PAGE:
Since 1889, Slippery Rock University has been a place for students to learn, find themselves and develop relationships that would last a lifetime. This rings true for Ed and Dorie Schleiden, an SRU alumni couple who fell in love right here at The Rock.
While they were students, the two lived in Cooper Street Apartments — right down the hall from one another. They knew of each other but had never really interacted until one morning Dorie wanted to make pancakes.
“I went over to borrow milk for pancakes and instead, he gave me eggnog with Southern Comfort in it,” Dorie laughed. “So, I definitely remembered him after that.”
Ed and Dorie “finally” got together when their friends went out together on a picnic. Thirty-five years later, the Schleidens are happy with three sons and three granddaughters. Their sons grew up very active: hiking, kayaking and “everything Ed likes.”
“We raised three boys and then they gave us three granddaughters, and our granddaughters are so cool,” Ed said.
After they graduated from SRU, Ed and Dorie ran a landscaping company together in Zelienople. They had a sailboat on the lake and would drive 40 minutes up to Slippery Rock every weekend to go sailing. One day, they decided to give in and move up to Slippery Rock to be near the lake and their boat — although once they moved here, they got too busy to keep the boat.
Like many fresh-faced freshmen, the couple frequented Boozel Dining Hall for brunch, and while there, Ed struck up a conversation with one of the employees. As he had been getting older, his landscaping job had taken quite a physical toll on him, so when the employee praised the position at Boozel, Ed was sold. Dorie was employed at a bank, but when Ed kept coming home and talking about how much he liked his new job, she wanted in on it, too.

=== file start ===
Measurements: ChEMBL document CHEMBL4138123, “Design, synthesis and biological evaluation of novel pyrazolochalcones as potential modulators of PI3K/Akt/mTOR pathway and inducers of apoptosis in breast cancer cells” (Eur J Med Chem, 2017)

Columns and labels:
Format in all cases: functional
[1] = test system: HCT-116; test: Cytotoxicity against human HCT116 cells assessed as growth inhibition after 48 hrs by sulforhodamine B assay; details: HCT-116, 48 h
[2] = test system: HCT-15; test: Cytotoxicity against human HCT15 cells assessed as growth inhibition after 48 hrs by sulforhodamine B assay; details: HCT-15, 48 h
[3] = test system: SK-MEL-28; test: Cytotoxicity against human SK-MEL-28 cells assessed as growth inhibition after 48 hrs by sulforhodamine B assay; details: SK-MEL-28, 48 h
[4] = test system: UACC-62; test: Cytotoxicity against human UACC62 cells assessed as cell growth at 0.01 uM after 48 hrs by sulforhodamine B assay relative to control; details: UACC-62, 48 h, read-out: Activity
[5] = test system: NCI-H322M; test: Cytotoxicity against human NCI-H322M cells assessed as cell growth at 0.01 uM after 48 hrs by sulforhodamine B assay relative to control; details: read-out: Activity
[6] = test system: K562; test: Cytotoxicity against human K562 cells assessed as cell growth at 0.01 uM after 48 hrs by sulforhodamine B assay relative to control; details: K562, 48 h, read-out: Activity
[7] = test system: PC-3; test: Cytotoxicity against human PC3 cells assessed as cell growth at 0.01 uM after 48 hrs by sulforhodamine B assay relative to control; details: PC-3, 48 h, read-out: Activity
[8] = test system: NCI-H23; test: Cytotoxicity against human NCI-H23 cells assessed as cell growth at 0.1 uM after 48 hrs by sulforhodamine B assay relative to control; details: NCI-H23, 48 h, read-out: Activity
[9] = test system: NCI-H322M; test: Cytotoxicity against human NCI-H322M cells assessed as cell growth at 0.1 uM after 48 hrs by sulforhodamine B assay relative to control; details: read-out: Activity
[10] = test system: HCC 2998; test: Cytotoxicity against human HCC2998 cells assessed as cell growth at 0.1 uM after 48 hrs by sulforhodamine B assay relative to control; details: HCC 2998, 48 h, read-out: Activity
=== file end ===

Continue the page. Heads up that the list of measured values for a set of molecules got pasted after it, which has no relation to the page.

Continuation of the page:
“The rest is history,” Ed said. “It’s a pretty good gig for an old guy.”
They walked to work and got to see students every day, which are two of their favorite parts of SRU, Dorie added.
Dorie, who recently retired from the position, worked in Bailey Library at the coffee shop that is now T&B Naturally while Ed worked up the hill at Rocky’s. He’s currently the designated delivery person. Dorie said it was nice to work so close because, at their age, it was nice to be able to check in with each other every so often.
“Our hours were similar, so we got to spend time together,” Ed said. “And now [that Dorie’s retired], I go home and we have evenings together, which is pretty neat, and weekends, spring break, summers, fall break, Christmas break … it’s real nice.”
The two like to attend numerous campus events like the Performing Arts series, speakers and comedians, and other activities. Ed remarked that, often, they are the oldest people in the room at these events, but it’s okay because the students’ energies can be “contagious.”
“The students are really hard-working,” Dorie said. “They’re taking quite a course load and they’re getting out there with such specific goals; you can’t help but be excited about their futures.”
While not at work, Ed and Dorie used to spend a lot of time hiking and sailing, like their sons, but now that they’re older, Dorie said they spend more time “cooking and looking.” Ed added that they also laugh a lot, which is his favorite aspect of their 35-year-long marriage. In the same strain, Dorie appreciates having been with the same person for such a long time.
“I can get up every morning, and I’ll know I’m gonna have a good conversation [with him],” she said.